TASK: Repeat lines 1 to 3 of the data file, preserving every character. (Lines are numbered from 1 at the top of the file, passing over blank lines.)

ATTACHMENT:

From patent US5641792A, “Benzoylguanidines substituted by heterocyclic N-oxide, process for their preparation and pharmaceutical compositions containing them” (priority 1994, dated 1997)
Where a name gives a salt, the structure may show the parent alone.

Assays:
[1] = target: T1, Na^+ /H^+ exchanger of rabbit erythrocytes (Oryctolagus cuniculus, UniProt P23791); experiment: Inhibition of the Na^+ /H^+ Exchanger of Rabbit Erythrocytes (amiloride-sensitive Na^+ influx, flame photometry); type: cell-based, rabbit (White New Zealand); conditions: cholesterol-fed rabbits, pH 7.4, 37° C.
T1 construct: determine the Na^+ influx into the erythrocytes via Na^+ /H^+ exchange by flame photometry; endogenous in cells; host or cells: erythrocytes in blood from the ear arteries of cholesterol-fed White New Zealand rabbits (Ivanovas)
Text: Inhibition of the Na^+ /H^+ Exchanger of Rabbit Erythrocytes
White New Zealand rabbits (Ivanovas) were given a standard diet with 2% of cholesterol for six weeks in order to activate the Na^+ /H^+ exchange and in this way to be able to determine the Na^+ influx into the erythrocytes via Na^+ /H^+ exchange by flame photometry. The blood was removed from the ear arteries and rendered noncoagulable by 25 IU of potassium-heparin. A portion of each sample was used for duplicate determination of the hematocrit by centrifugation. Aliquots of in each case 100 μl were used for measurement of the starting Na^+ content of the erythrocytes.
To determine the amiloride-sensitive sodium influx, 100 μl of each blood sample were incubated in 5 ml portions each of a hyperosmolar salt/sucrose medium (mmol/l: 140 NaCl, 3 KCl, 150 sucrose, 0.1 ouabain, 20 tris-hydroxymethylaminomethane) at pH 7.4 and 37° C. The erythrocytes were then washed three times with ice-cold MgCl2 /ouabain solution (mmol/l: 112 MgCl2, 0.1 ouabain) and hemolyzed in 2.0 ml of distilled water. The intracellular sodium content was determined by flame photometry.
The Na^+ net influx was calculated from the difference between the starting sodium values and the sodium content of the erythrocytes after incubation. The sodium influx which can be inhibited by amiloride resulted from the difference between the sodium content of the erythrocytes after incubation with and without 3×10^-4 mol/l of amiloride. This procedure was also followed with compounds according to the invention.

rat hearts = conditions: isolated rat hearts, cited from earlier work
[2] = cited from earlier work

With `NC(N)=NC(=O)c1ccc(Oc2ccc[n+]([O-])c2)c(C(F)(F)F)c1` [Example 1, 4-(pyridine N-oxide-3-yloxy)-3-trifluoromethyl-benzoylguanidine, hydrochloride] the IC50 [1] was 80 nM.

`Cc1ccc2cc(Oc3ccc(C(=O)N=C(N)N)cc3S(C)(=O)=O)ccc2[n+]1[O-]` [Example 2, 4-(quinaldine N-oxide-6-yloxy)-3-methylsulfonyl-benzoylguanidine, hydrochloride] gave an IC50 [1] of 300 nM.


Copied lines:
From patent US5641792A, “Benzoylguanidines substituted by heterocyclic N-oxide, process for their preparation and pharmaceutical compositions containing them” (priority 1994, dated 1997)
Where a name gives a salt, the structure may show the parent alone.

Assays: